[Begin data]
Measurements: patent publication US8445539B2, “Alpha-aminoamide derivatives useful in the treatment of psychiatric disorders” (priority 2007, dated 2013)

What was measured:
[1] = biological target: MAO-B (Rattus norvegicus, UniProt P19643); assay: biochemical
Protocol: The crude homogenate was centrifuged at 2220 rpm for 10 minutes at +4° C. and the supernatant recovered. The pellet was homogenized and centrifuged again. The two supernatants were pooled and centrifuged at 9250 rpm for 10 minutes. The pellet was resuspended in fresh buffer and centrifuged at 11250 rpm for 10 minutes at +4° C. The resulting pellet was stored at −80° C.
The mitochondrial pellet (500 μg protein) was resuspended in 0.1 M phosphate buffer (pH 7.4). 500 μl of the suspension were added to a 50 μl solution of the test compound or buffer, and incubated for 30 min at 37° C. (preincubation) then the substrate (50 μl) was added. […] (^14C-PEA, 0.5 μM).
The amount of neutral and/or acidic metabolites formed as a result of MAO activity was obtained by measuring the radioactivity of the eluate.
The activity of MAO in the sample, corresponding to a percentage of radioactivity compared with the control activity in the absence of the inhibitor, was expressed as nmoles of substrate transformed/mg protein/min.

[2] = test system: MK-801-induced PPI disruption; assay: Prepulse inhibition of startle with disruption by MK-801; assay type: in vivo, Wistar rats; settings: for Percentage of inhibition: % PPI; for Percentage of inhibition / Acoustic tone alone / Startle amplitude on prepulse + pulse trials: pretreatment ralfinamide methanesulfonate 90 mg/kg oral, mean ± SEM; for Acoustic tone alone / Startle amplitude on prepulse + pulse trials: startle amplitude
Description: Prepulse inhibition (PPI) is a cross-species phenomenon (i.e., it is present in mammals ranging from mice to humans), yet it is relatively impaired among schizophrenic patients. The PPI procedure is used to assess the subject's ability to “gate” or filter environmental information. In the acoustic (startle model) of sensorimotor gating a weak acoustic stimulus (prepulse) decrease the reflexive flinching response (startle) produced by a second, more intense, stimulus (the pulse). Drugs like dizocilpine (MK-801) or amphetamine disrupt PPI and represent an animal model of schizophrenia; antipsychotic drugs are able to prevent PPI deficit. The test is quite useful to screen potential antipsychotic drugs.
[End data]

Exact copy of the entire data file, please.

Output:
Measurements: patent publication US8445539B2, “Alpha-aminoamide derivatives useful in the treatment of psychiatric disorders” (priority 2007, dated 2013)

What was measured:
[1] = biological target: MAO-B (Rattus norvegicus, UniProt P19643); assay: biochemical
Protocol: The crude homogenate was centrifuged at 2220 rpm for 10 minutes at +4° C. and the supernatant recovered. The pellet was homogenized and centrifuged again. The two supernatants were pooled and centrifuged at 9250 rpm for 10 minutes. The pellet was resuspended in fresh buffer and centrifuged at 11250 rpm for 10 minutes at +4° C. The resulting pellet was stored at −80° C.
The mitochondrial pellet (500 μg protein) was resuspended in 0.1 M phosphate buffer (pH 7.4). 500 μl of the suspension were added to a 50 μl solution of the test compound or buffer, and incubated for 30 min at 37° C. (preincubation) then the substrate (50 μl) was added. […] (^14C-PEA, 0.5 μM).
The amount of neutral and/or acidic metabolites formed as a result of MAO activity was obtained by measuring the radioactivity of the eluate.
The activity of MAO in the sample, corresponding to a percentage of radioactivity compared with the control activity in the absence of the inhibitor, was expressed as nmoles of substrate transformed/mg protein/min.

[2] = test system: MK-801-induced PPI disruption; assay: Prepulse inhibition of startle with disruption by MK-801; assay type: in vivo, Wistar rats; settings: for Percentage of inhibition: % PPI; for Percentage of inhibition / Acoustic tone alone / Startle amplitude on prepulse + pulse trials: pretreatment ralfinamide methanesulfonate 90 mg/kg oral, mean ± SEM; for Acoustic tone alone / Startle amplitude on prepulse + pulse trials: startle amplitude
Description: Prepulse inhibition (PPI) is a cross-species phenomenon (i.e., it is present in mammals ranging from mice to humans), yet it is relatively impaired among schizophrenic patients. The PPI procedure is used to assess the subject's ability to “gate” or filter environmental information. In the acoustic (startle model) of sensorimotor gating a weak acoustic stimulus (prepulse) decrease the reflexive flinching response (startle) produced by a second, more intense, stimulus (the pulse). Drugs like dizocilpine (MK-801) or amphetamine disrupt PPI and represent an animal model of schizophrenia; antipsychotic drugs are able to prevent PPI deficit. The test is quite useful to screen potential antipsychotic drugs.